2 supply ships headed to JAXPORT were canceled due to conflict thousands of miles away

Conflict in the Middle East is having a global ripple effect in trade and shipping, as the Houthis, a group in Yemen, continue to attack ships moving through the Suez Canal, a major route for transporting goods around the world.

The impact to JAXPORT was discussed at the board meeting last month with Chief Commercial Officer Robert Peek. Peek, who has worked for JAXPORT for 29 years, talked with us about the conflict and its effect on global trade.

Seven percent of JAXPORT’s container traffic moves through the Suez Canal.

“Most of the impact really has been in a disruption to ship schedules not only in Jacksonville but around the world,” Peek said. “Most global shipping lines they want to sail on a regular schedule, so when they have to avoid the Red Sea, avoiding the Suez Canal, and go all the way around the coast of Africa — it injects uncertainty into that it injects more time in terms of days of sailing, thousands of miles of extra sailing time and transportation costs.”

To give perspective, JAXPORT averages 130 vessels a month. Two vessels that were set to arrive at JAXPORT and along the East Coast in January were canceled.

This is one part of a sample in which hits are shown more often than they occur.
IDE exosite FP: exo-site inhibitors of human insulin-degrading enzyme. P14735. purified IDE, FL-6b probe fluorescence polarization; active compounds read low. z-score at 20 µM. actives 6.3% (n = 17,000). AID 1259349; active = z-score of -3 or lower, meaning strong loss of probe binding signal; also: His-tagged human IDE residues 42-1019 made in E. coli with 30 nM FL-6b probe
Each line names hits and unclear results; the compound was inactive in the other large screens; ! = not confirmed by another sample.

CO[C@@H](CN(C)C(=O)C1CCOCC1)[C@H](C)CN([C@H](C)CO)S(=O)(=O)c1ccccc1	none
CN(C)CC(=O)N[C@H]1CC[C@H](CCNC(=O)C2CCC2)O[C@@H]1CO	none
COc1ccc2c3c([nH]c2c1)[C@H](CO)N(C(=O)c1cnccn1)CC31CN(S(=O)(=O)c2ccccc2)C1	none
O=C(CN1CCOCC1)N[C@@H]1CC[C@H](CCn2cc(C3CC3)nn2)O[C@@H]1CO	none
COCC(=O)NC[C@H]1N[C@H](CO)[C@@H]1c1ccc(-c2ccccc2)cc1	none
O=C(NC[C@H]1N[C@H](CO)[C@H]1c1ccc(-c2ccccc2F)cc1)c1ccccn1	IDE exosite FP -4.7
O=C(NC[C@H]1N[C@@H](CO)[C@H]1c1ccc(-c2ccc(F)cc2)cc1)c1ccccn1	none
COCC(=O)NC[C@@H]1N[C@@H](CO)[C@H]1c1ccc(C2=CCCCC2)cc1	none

The attacks on vessels are widespread. U.S. military says the Houthis have launched missiles attacking any type of ship that is attempting to move through the Suez Canal.

For the ships that haven’t canceled, those are being rerouted. Peek discussed the alternative route ships from around the world are taking to avoid the conflict, going south around the coast of Africa, increasing sailing time to nearly two more weeks.

JAXPORT has had minimal impact because 85-percent of its business is diversified in other areas that are not impacted by the Suez Canal conflict. The port is the last container port in Florida and the third busiest port in the United States for automobiles.

However, the Houthi attacks and danger of traveling the Suez canal still have a major impact on businesses worldwide.

“If someone is waiting to receive goods, for example, and the ship is delayed, they’ve got to adjust for that. You may have a warehouse that’s waiting for inventory or a factory that’s waiting on a part so they can finish making a product so it could be an impact across many different industries from manufacturing to distribution of transportation,” Peek said.

In addition to the Suez Canal, the Panama Canal shipping route, is currently impacted due to drought and El Nino last year.

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